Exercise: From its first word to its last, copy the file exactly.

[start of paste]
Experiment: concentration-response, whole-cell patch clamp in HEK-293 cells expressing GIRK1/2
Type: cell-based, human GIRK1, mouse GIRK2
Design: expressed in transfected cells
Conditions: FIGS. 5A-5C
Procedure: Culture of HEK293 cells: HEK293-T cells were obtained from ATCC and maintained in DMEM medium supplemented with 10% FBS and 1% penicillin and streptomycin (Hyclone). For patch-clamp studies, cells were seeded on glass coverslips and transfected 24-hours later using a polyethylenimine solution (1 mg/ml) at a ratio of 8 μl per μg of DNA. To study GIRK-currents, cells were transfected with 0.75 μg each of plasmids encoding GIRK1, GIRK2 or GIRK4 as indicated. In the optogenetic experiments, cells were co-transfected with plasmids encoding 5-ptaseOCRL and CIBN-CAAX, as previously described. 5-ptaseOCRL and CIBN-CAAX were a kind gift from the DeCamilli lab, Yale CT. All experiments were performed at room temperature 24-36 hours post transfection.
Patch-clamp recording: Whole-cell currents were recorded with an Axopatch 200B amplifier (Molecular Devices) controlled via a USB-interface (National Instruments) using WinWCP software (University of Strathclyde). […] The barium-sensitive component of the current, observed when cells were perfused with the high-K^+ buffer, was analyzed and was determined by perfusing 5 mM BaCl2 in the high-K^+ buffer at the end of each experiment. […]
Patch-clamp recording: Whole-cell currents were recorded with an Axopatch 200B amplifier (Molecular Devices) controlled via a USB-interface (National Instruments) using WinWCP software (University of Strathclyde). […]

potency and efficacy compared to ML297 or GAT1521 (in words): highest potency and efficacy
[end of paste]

Experiment: concentration-response, whole-cell patch clamp in HEK-293 cells expressing GIRK1/2
Type: cell-based, human GIRK1, mouse GIRK2
Design: expressed in transfected cells
Conditions: FIGS. 5A-5C
Procedure: Culture of HEK293 cells: HEK293-T cells were obtained from ATCC and maintained in DMEM medium supplemented with 10% FBS and 1% penicillin and streptomycin (Hyclone). For patch-clamp studies, cells were seeded on glass coverslips and transfected 24-hours later using a polyethylenimine solution (1 mg/ml) at a ratio of 8 μl per μg of DNA. To study GIRK-currents, cells were transfected with 0.75 μg each of plasmids encoding GIRK1, GIRK2 or GIRK4 as indicated. In the optogenetic experiments, cells were co-transfected with plasmids encoding 5-ptaseOCRL and CIBN-CAAX, as previously described. 5-ptaseOCRL and CIBN-CAAX were a kind gift from the DeCamilli lab, Yale CT. All experiments were performed at room temperature 24-36 hours post transfection.
Patch-clamp recording: Whole-cell currents were recorded with an Axopatch 200B amplifier (Molecular Devices) controlled via a USB-interface (National Instruments) using WinWCP software (University of Strathclyde). […] The barium-sensitive component of the current, observed when cells were perfused with the high-K^+ buffer, was analyzed and was determined by perfusing 5 mM BaCl2 in the high-K^+ buffer at the end of each experiment. […]
Patch-clamp recording: Whole-cell currents were recorded with an Axopatch 200B amplifier (Molecular Devices) controlled via a USB-interface (National Instruments) using WinWCP software (University of Strathclyde). […]

potency and efficacy compared to ML297 or GAT1521 (in words): highest potency and efficacy